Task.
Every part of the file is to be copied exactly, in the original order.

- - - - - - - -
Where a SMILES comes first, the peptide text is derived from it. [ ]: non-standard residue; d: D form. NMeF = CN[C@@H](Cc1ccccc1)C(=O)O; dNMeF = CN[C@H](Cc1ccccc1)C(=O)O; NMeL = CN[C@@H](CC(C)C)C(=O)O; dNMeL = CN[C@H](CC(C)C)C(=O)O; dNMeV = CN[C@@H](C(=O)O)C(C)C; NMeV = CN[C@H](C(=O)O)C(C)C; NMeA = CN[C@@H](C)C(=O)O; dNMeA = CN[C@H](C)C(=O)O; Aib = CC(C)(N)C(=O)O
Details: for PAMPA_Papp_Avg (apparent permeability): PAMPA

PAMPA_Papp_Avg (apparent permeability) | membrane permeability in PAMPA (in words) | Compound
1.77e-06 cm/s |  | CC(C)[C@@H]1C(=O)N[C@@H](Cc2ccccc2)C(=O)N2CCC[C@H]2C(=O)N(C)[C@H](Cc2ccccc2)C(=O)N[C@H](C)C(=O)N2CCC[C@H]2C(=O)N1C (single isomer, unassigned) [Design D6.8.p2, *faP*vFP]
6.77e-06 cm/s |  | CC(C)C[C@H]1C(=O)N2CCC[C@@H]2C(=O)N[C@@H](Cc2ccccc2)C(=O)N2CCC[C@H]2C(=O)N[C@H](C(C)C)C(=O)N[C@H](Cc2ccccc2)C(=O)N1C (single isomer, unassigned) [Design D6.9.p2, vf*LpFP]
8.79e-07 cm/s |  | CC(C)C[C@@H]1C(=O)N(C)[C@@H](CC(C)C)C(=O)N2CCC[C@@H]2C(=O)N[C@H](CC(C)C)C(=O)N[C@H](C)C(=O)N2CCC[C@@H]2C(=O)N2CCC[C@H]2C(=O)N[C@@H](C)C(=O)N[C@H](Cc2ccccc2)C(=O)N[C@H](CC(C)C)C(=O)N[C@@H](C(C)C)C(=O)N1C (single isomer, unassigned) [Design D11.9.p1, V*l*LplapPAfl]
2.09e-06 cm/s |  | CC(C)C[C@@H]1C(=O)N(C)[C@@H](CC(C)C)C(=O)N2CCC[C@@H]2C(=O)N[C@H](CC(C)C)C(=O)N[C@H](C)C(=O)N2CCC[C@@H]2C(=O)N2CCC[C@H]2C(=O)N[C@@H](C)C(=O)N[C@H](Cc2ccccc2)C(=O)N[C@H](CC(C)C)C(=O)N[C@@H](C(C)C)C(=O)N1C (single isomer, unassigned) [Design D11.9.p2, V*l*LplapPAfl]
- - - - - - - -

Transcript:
Where a SMILES comes first, the peptide text is derived from it. [ ]: non-standard residue; d: D form. NMeF = CN[C@@H](Cc1ccccc1)C(=O)O; dNMeF = CN[C@H](Cc1ccccc1)C(=O)O; NMeL = CN[C@@H](CC(C)C)C(=O)O; dNMeL = CN[C@H](CC(C)C)C(=O)O; dNMeV = CN[C@@H](C(=O)O)C(C)C; NMeV = CN[C@H](C(=O)O)C(C)C; NMeA = CN[C@@H](C)C(=O)O; dNMeA = CN[C@H](C)C(=O)O; Aib = CC(C)(N)C(=O)O
Details: for PAMPA_Papp_Avg (apparent permeability): PAMPA

PAMPA_Papp_Avg (apparent permeability) | membrane permeability in PAMPA (in words) | Compound
1.77e-06 cm/s |  | CC(C)[C@@H]1C(=O)N[C@@H](Cc2ccccc2)C(=O)N2CCC[C@H]2C(=O)N(C)[C@H](Cc2ccccc2)C(=O)N[C@H](C)C(=O)N2CCC[C@H]2C(=O)N1C (single isomer, unassigned) [Design D6.8.p2, *faP*vFP]
6.77e-06 cm/s |  | CC(C)C[C@H]1C(=O)N2CCC[C@@H]2C(=O)N[C@@H](Cc2ccccc2)C(=O)N2CCC[C@H]2C(=O)N[C@H](C(C)C)C(=O)N[C@H](Cc2ccccc2)C(=O)N1C (single isomer, unassigned) [Design D6.9.p2, vf*LpFP]
8.79e-07 cm/s |  | CC(C)C[C@@H]1C(=O)N(C)[C@@H](CC(C)C)C(=O)N2CCC[C@@H]2C(=O)N[C@H](CC(C)C)C(=O)N[C@H](C)C(=O)N2CCC[C@@H]2C(=O)N2CCC[C@H]2C(=O)N[C@@H](C)C(=O)N[C@H](Cc2ccccc2)C(=O)N[C@H](CC(C)C)C(=O)N[C@@H](C(C)C)C(=O)N1C (single isomer, unassigned) [Design D11.9.p1, V*l*LplapPAfl]
2.09e-06 cm/s |  | CC(C)C[C@@H]1C(=O)N(C)[C@@H](CC(C)C)C(=O)N2CCC[C@@H]2C(=O)N[C@H](CC(C)C)C(=O)N[C@H](C)C(=O)N2CCC[C@@H]2C(=O)N2CCC[C@H]2C(=O)N[C@@H](C)C(=O)N[C@H](Cc2ccccc2)C(=O)N[C@H](CC(C)C)C(=O)N[C@@H](C(C)C)C(=O)N1C (single isomer, unassigned) [Design D11.9.p2, V*l*LplapPAfl]